Running is a great conditioning tool and can be tweaked and tailored to provide many benefits and yield results that any client might be seeking. It can build both muscular and aerobic endurance, strengthens the limbs without any outside resistance other than body weight, and can help achieve weight loss goals when programmed properly. Here are ways different variations of cardiovascular training can get your clients results.
Run Longer Distances
I find that the right integration of running into my clients’ routine vastly improves their fitness level. Running not only serves as a great warm-up, the longer you maintain it the more calories will be burned. Running recruits virtually every muscle in the body working in order to propel the body forward and thus burs more calories per minute compared to other cardiovascular endeavors.
However, clients with certain physical limitations such as knee and back issues may opt for forms of cardiovascular training that cause less joint impact such as the elliptical and stationary bike. Either way, as fitness professionals we must assure proper running form and machine use to generate the best possible results. Have your clients lace up those sneaks or mount that bike and go a bit longer than the norm!
Increase Strength Training Rep Ranges
Similar to increasing the duration of your clients’ cardio sessions, the same principle can be applied to strength training. Increased repetitions of a lower weight will burn more fat for fuel than heavy weight and low reps. Resistance strength training rep ranges over 25 is most ideal for fat loss. What would a workout like this look, including weight and reps?:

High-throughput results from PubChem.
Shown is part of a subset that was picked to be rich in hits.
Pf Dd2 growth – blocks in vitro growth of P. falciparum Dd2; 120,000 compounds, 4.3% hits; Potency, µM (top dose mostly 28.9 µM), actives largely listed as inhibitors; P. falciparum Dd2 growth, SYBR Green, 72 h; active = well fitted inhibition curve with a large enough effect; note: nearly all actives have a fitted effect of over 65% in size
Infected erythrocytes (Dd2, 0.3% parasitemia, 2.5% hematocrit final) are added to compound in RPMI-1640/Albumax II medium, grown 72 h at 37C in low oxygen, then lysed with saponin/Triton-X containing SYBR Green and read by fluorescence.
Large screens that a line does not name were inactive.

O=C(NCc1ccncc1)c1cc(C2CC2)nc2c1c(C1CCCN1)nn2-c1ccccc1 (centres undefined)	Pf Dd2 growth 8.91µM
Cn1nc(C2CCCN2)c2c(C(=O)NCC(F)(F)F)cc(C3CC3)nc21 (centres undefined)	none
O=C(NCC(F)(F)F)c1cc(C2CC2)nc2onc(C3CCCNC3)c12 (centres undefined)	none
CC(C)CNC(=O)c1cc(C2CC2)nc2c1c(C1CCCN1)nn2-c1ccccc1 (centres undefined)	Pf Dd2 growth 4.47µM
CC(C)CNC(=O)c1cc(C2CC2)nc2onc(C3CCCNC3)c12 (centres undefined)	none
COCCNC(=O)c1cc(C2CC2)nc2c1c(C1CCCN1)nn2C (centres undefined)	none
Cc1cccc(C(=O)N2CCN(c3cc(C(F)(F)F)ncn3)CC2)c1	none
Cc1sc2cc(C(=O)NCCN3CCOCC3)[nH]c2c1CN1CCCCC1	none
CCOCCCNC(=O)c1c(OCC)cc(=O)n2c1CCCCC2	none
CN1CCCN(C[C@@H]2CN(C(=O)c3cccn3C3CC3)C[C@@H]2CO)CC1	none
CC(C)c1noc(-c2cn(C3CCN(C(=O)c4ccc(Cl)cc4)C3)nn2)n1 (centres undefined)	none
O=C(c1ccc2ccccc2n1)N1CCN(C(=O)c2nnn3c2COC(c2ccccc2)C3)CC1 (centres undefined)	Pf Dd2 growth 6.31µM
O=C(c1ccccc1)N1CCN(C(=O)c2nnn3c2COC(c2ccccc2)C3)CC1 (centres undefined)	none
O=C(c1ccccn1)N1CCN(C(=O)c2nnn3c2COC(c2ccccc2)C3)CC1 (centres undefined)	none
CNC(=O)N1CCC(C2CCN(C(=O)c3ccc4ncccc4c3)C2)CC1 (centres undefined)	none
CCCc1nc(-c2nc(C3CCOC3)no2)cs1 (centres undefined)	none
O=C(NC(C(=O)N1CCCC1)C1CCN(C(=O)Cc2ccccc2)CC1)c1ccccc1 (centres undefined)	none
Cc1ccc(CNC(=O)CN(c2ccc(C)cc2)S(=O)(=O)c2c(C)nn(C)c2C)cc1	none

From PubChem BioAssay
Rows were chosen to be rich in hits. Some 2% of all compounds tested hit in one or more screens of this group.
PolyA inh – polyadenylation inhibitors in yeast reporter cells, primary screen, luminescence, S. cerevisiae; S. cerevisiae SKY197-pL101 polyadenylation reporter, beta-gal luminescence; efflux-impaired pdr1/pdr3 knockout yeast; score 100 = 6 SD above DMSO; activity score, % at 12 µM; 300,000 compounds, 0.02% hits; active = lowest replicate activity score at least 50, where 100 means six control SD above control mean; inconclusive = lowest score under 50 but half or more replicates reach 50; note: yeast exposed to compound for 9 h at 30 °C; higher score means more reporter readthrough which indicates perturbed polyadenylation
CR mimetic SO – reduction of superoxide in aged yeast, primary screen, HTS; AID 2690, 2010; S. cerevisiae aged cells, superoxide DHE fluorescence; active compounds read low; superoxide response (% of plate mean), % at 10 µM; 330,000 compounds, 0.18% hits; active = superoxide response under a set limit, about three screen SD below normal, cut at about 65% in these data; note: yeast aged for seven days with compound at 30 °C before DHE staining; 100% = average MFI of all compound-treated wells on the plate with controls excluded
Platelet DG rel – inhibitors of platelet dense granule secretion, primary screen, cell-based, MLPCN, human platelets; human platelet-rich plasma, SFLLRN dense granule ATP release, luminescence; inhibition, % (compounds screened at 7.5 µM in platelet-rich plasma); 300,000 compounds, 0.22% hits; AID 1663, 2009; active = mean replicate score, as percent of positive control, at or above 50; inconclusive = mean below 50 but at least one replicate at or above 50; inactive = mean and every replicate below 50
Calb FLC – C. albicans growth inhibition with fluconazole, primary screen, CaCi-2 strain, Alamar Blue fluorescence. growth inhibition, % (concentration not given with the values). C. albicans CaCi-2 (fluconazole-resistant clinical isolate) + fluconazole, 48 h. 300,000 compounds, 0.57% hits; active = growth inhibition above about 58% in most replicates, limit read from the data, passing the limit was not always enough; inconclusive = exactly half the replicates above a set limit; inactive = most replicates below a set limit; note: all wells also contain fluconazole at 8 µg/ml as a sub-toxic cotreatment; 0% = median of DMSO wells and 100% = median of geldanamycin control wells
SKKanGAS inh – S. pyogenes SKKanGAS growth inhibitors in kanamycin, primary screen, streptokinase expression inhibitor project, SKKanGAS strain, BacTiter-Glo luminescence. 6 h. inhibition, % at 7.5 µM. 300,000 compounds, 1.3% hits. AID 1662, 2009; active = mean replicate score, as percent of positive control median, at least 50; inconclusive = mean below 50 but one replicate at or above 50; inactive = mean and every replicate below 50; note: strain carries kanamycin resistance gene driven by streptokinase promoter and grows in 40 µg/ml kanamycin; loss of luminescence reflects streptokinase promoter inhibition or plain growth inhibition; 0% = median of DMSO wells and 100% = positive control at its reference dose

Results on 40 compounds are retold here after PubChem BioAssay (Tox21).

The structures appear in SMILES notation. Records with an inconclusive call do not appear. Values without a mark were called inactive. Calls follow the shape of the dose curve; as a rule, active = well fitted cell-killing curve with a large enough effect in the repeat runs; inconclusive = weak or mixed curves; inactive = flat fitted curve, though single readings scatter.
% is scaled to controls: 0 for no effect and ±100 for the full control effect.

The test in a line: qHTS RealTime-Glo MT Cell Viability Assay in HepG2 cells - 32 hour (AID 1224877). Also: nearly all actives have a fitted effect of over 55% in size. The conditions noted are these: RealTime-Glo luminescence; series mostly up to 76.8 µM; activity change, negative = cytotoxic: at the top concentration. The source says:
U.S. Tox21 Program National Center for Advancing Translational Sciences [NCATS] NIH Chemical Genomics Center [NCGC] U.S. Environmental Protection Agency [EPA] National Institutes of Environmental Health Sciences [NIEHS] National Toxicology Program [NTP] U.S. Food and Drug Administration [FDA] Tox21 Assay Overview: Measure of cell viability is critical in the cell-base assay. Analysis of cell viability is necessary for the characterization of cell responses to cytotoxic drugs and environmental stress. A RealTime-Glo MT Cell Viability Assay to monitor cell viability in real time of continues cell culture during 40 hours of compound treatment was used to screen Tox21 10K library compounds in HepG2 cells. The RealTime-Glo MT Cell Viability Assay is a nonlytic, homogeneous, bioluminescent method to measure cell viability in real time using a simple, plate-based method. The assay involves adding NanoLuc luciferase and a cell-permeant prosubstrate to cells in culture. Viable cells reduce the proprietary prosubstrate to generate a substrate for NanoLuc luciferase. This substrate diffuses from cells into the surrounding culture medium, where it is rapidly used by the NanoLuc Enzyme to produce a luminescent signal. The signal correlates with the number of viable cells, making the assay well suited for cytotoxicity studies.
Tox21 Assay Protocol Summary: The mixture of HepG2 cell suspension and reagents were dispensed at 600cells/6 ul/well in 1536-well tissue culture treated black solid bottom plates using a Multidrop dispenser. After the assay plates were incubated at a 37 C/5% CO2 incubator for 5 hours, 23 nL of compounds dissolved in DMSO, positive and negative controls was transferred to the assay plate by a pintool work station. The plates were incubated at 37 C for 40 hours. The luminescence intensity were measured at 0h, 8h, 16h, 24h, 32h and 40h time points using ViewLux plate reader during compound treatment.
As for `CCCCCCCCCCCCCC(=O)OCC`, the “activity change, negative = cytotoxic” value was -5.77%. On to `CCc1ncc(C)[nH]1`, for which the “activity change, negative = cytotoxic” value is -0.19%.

- Move: Bench press
- Weight: 45 LBS
- Rep Range: 45-60
As a professional it’s great to know what works for each individual client in regards to your methods of training while being mindful of any limitations they may have. I find that high rep ranges, though more “painful” as a great deal of lactic acid will build up, are beneficial to all categories of clients (major weight-loss, weight-loss; and the firming or gaining client).
Include High-Intensity Interval Training (HIIT)
HIIT is exactly how it sounds: HIGH INTENSITY. HIIT is the total opposite running longer distances. The idea is to employ 100% effort during the short work interval and to rest or do a recovery movement during the longer interval. You can assign your clients bursts as short as 20 seconds and as long as 90 seconds of an activity as long as near to max effort remains the focus.
You could design a hill-sprinting program that only lasts 10 minutes, but will blast calories while recruiting Type II fibers. It might look something like:
- Warm up jog 2 minutes
- Sprint @ incline 7, 8mph for 30 seconds
- Walk 90 seconds @ 3mph
- Sprint @ incline 6 @ 8.5mph for 30 seconds
- Walk 90 seconds @ 3mph
- Sprint @ incline 5 @ 9mph for 30 seconds
- Walk 2 minutes @3mph
- All out sprint no incline @10mph for 30 seconds
- Recover and walk 2 minutes
With this cardio variation concern isn’t placed on rationing your clients energy over a long stretch of time. This method can work really well with strength training as well as cardio. High-Intensity Resistance Training (HIRT) involves short intervals of a strength move followed by longer intervals of a recovery movement. This can work well if you want to include the higher reps of weight training as an added component to heavier lifting.
The outcome is not only burning a ton of calories and sculpting those arms and legs but also improving metabolic conditioning without doing any running at all. What variations of cardio do you utilize to mix things up and still get results?